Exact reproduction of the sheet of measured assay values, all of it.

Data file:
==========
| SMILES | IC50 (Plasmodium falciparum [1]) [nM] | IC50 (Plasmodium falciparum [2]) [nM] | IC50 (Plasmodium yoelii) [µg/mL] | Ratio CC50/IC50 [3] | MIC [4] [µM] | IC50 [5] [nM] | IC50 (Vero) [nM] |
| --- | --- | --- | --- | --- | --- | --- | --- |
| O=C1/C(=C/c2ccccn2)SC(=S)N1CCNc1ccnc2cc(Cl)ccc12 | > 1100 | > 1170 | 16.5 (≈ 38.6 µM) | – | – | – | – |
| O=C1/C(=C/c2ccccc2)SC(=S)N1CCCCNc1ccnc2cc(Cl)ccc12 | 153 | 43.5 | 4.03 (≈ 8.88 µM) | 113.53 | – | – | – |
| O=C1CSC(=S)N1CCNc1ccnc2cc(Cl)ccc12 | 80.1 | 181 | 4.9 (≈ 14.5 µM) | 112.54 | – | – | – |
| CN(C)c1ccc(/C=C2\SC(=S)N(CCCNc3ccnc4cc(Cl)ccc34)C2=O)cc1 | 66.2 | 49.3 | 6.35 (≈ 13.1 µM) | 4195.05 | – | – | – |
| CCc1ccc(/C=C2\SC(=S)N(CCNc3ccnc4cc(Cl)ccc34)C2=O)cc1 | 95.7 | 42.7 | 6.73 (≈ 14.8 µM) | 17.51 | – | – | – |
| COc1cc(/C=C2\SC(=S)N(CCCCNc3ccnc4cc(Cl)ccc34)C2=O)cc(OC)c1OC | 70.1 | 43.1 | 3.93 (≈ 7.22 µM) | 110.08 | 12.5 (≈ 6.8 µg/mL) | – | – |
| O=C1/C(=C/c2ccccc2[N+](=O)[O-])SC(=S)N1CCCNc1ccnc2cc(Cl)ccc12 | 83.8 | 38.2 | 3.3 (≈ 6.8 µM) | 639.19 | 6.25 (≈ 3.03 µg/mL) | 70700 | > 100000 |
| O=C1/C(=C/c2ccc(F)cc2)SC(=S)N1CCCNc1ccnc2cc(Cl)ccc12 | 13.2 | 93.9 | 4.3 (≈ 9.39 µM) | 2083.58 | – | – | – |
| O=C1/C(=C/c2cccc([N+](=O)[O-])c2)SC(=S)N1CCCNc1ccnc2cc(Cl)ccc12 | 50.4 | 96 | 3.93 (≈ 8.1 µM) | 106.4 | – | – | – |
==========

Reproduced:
| SMILES | IC50 (Plasmodium falciparum [1]) [nM] | IC50 (Plasmodium falciparum [2]) [nM] | IC50 (Plasmodium yoelii) [µg/mL] | Ratio CC50/IC50 [3] | MIC [4] [µM] | IC50 [5] [nM] | IC50 (Vero) [nM] |
| --- | --- | --- | --- | --- | --- | --- | --- |
| O=C1/C(=C/c2ccccn2)SC(=S)N1CCNc1ccnc2cc(Cl)ccc12 | > 1100 | > 1170 | 16.5 (≈ 38.6 µM) | – | – | – | – |
| O=C1/C(=C/c2ccccc2)SC(=S)N1CCCCNc1ccnc2cc(Cl)ccc12 | 153 | 43.5 | 4.03 (≈ 8.88 µM) | 113.53 | – | – | – |
| O=C1CSC(=S)N1CCNc1ccnc2cc(Cl)ccc12 | 80.1 | 181 | 4.9 (≈ 14.5 µM) | 112.54 | – | – | – |
| CN(C)c1ccc(/C=C2\SC(=S)N(CCCNc3ccnc4cc(Cl)ccc34)C2=O)cc1 | 66.2 | 49.3 | 6.35 (≈ 13.1 µM) | 4195.05 | – | – | – |
| CCc1ccc(/C=C2\SC(=S)N(CCNc3ccnc4cc(Cl)ccc34)C2=O)cc1 | 95.7 | 42.7 | 6.73 (≈ 14.8 µM) | 17.51 | – | – | – |
| COc1cc(/C=C2\SC(=S)N(CCCCNc3ccnc4cc(Cl)ccc34)C2=O)cc(OC)c1OC | 70.1 | 43.1 | 3.93 (≈ 7.22 µM) | 110.08 | 12.5 (≈ 6.8 µg/mL) | – | – |
| O=C1/C(=C/c2ccccc2[N+](=O)[O-])SC(=S)N1CCCNc1ccnc2cc(Cl)ccc12 | 83.8 | 38.2 | 3.3 (≈ 6.8 µM) | 639.19 | 6.25 (≈ 3.03 µg/mL) | 70700 | > 100000 |
| O=C1/C(=C/c2ccc(F)cc2)SC(=S)N1CCCNc1ccnc2cc(Cl)ccc12 | 13.2 | 93.9 | 4.3 (≈ 9.39 µM) | 2083.58 | – | – | – |
| O=C1/C(=C/c2cccc([N+](=O)[O-])c2)SC(=S)N1CCCNc1ccnc2cc(Cl)ccc12 | 50.4 | 96 | 3.93 (≈ 8.1 µM) | 106.4 | – | – | – |